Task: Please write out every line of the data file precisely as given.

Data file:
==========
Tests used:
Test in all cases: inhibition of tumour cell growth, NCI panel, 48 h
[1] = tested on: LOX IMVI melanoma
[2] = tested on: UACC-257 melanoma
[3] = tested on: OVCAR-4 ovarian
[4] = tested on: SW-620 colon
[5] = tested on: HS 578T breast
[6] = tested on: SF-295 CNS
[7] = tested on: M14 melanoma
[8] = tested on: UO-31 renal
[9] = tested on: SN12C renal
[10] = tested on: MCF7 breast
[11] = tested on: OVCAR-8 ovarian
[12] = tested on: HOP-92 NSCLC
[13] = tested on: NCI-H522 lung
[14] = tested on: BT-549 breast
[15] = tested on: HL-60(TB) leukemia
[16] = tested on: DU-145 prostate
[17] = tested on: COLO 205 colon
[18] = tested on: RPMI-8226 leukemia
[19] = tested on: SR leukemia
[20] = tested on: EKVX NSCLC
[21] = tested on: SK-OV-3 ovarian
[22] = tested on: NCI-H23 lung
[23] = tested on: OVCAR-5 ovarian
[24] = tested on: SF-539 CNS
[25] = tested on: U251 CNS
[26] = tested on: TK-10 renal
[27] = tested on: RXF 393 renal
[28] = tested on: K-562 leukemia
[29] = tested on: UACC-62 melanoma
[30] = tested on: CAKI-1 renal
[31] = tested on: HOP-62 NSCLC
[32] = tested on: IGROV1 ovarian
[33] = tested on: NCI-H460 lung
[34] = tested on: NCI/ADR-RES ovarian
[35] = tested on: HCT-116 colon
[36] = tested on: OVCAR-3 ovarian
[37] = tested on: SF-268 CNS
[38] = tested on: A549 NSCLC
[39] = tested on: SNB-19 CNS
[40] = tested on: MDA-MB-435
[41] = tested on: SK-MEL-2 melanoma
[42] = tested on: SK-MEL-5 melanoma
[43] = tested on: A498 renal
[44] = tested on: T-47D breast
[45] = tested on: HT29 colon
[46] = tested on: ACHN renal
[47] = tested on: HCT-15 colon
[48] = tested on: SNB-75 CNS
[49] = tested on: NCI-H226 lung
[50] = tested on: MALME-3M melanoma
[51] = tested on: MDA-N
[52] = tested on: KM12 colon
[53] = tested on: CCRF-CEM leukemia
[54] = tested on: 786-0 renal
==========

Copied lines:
Tests used:
Test in all cases: inhibition of tumour cell growth, NCI panel, 48 h
[1] = tested on: LOX IMVI melanoma
[2] = tested on: UACC-257 melanoma
[3] = tested on: OVCAR-4 ovarian
[4] = tested on: SW-620 colon
[5] = tested on: HS 578T breast
[6] = tested on: SF-295 CNS
[7] = tested on: M14 melanoma
[8] = tested on: UO-31 renal
[9] = tested on: SN12C renal
[10] = tested on: MCF7 breast
[11] = tested on: OVCAR-8 ovarian
[12] = tested on: HOP-92 NSCLC
[13] = tested on: NCI-H522 lung
[14] = tested on: BT-549 breast
[15] = tested on: HL-60(TB) leukemia
[16] = tested on: DU-145 prostate
[17] = tested on: COLO 205 colon
[18] = tested on: RPMI-8226 leukemia
[19] = tested on: SR leukemia
[20] = tested on: EKVX NSCLC
[21] = tested on: SK-OV-3 ovarian
[22] = tested on: NCI-H23 lung
[23] = tested on: OVCAR-5 ovarian
[24] = tested on: SF-539 CNS
[25] = tested on: U251 CNS
[26] = tested on: TK-10 renal
[27] = tested on: RXF 393 renal
[28] = tested on: K-562 leukemia
[29] = tested on: UACC-62 melanoma
[30] = tested on: CAKI-1 renal
[31] = tested on: HOP-62 NSCLC
[32] = tested on: IGROV1 ovarian
[33] = tested on: NCI-H460 lung
[34] = tested on: NCI/ADR-RES ovarian
[35] = tested on: HCT-116 colon
[36] = tested on: OVCAR-3 ovarian
[37] = tested on: SF-268 CNS
[38] = tested on: A549 NSCLC
[39] = tested on: SNB-19 CNS
[40] = tested on: MDA-MB-435
[41] = tested on: SK-MEL-2 melanoma
[42] = tested on: SK-MEL-5 melanoma
[43] = tested on: A498 renal
[44] = tested on: T-47D breast
[45] = tested on: HT29 colon
[46] = tested on: ACHN renal
[47] = tested on: HCT-15 colon
[48] = tested on: SNB-75 CNS
[49] = tested on: NCI-H226 lung
[50] = tested on: MALME-3M melanoma
[51] = tested on: MDA-N
[52] = tested on: KM12 colon
[53] = tested on: CCRF-CEM leukemia
[54] = tested on: 786-0 renal